Learn more about peripheral vascular disease

If you feel pain in your legs after walking only a block or two, it may be due to peri­pheral vascular disease. Surprisingly, more exercise is part of the treatment and it can bring real relief. We'll teach you more.

Learn more about peripheral vascular disease

Learn what's happening

  • Peripheral vascular disease (PVD) occurs when the arteries in the "periphery" of your body (typically your legs) become narrowed or blocked by the buildup of a fatty substance called plaque.
  • The blockage usually develops over many years because of atherosclerosis (hardening of the arteries), which is the same problem that gives rise to coronary heart disease, heart attack, and stroke.
  • The risk factors for all of these illnesses are similar: smoking, high blood pressure, high cholesterol, diabetes, and a sedentary lifestyle.
  • When blockages occur in your leg arteries, not enough oxygen-rich blood can get through the vessels to replenish your muscles. The resulting pain when you walk (which is relieved when you stop) is termed intermittent claudication.
  • An MRI or an angiogram will probably show blockages within your arteries. As the blockages progressively worsen, you may feel pain after walking only a short distance or even when you're at rest. Your feet may develop sores, and tissue may then die off, a dangerous condition called gangrene.

Take the first steps

These are the first things you should focus on:

  • Daily exercise to build endurance and blood flow.
  • Lifestyle changes. You should try to stop smoking, lose weight, and follow a heart-healthy diet.
  • Using aspirin or prescription medications for circulation.

Here are some more specific pointers:

  • Find a podiatrist (a foot-care specialist) to help prevent PVD-related infections. Inspect your feet daily for cracks, sores, or calluses. If an infection develops, a prescription ointment called becaplermin may promote healing. Take note: if left untreated, an infection can lead to gangrene, which is very serious.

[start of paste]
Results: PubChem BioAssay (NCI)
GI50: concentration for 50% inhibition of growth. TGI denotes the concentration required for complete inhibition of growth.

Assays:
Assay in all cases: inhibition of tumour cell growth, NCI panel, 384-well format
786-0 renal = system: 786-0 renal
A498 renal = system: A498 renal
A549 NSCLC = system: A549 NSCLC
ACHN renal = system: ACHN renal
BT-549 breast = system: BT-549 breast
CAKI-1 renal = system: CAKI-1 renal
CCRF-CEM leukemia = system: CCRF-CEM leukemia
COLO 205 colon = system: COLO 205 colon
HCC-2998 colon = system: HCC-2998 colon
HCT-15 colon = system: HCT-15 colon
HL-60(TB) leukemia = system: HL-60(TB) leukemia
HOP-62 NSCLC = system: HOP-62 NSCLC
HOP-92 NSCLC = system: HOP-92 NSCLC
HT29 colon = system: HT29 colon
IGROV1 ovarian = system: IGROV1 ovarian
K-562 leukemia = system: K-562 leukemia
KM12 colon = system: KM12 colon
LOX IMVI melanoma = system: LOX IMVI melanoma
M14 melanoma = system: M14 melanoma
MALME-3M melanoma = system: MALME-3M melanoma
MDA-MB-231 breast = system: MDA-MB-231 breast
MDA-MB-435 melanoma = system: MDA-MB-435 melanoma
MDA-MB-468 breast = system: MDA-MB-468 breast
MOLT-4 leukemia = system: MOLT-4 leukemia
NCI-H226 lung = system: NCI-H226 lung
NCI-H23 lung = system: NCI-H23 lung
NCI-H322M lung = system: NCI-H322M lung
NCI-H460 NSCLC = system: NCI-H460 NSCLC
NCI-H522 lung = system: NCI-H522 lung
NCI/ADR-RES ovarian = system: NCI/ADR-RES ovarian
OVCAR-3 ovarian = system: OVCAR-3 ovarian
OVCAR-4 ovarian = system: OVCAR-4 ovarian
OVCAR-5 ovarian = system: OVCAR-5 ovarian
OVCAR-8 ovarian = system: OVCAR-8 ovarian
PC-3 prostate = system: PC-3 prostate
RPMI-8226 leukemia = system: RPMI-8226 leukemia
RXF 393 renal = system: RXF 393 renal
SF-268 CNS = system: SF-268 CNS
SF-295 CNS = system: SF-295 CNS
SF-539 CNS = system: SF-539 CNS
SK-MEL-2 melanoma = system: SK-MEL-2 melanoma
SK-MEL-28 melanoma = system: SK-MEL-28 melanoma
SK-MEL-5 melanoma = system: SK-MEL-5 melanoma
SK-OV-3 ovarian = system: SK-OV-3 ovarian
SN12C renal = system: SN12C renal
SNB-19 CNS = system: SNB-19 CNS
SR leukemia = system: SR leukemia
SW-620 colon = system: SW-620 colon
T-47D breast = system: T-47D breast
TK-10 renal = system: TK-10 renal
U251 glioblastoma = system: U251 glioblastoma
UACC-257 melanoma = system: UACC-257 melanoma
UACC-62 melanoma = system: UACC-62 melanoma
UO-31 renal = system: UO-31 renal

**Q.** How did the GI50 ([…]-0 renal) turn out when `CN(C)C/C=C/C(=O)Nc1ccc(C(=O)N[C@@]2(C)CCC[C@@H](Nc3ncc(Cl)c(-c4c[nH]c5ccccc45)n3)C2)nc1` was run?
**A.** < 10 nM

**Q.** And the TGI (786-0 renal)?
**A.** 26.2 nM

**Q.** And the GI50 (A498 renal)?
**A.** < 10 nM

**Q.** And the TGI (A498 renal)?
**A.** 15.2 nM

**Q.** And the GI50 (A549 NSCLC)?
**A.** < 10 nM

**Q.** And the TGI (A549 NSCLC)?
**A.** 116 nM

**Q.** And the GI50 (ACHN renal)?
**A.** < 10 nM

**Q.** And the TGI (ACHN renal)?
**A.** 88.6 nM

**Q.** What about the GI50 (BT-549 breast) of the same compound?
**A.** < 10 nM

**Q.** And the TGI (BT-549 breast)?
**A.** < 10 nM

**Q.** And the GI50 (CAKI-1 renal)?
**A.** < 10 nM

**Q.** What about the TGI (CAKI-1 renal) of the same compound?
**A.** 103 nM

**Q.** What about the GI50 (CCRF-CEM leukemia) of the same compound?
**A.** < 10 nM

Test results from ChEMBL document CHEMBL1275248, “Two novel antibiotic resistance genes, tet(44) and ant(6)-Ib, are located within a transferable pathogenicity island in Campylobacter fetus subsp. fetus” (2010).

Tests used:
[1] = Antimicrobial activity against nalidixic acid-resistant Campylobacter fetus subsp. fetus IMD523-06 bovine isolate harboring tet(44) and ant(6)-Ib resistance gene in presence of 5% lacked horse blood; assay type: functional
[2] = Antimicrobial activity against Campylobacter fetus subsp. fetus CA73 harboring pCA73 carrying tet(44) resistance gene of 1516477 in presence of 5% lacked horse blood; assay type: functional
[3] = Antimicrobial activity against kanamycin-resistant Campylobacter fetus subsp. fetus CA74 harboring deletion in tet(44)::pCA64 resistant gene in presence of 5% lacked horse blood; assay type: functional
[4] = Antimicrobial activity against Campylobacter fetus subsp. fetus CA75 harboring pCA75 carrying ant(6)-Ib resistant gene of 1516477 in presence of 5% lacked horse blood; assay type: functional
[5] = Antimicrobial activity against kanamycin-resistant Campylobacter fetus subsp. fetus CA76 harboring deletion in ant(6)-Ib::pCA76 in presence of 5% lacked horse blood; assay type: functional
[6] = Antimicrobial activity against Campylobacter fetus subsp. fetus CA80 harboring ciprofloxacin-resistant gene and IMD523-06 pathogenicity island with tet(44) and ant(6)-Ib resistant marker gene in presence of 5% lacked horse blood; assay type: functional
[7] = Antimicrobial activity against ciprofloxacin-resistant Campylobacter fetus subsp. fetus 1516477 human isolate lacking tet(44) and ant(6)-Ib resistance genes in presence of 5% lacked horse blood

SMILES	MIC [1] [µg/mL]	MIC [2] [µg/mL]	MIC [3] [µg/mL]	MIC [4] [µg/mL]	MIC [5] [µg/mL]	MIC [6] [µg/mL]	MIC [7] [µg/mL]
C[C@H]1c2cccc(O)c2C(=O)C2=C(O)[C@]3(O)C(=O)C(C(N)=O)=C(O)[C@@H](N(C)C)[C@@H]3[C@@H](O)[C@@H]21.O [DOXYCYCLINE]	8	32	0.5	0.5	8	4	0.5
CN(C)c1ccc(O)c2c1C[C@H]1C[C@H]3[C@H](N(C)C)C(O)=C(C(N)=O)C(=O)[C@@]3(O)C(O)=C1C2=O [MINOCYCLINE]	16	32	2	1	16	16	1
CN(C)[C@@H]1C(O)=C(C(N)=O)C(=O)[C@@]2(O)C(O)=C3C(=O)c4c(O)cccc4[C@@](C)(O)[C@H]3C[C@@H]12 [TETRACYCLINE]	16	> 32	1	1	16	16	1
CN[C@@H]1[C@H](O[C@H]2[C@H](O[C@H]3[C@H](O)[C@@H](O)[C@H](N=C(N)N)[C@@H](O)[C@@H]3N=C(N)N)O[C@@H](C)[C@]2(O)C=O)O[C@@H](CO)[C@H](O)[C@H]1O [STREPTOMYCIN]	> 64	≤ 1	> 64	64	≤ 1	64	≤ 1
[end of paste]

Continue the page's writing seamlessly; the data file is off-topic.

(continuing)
• Consider natural therapies. In some European countries, the herb ginkgo biloba (120 milligrams daily) is medically approved for "circulatory disorders" like claudication. Vitamin E (400 IU a day) and the amino acid arginine (1,000 milligrams twice a day) may also promote blood vessel health. Let your doctor know of any remedies you're taking, as some can interfere with medications or surgery.
  • If pain keeps you up at night, elevate the head of the bed. Elevate the bed 10 to 15 centimetres (four to six inches) to increase blood flow to the legs.
  • If pain is sudden and severe or the leg becomes cold or blue, seek help immediately. It could be a blood clot requiring immediate intervention, such as an injection of a clot-dissolving drug.

Peripheral vascular disease can be fought by making lifestyle changes. And as with most things, the sooner you make the change the better. Use this guide as a starting point and be sure to speak with your doctor.

The material on this website is provided for entertainment, informational and educational purposes only and should never act as a substitute to the advice of an applicable professional. Use of this website is subject to our terms of use and privacy policy.
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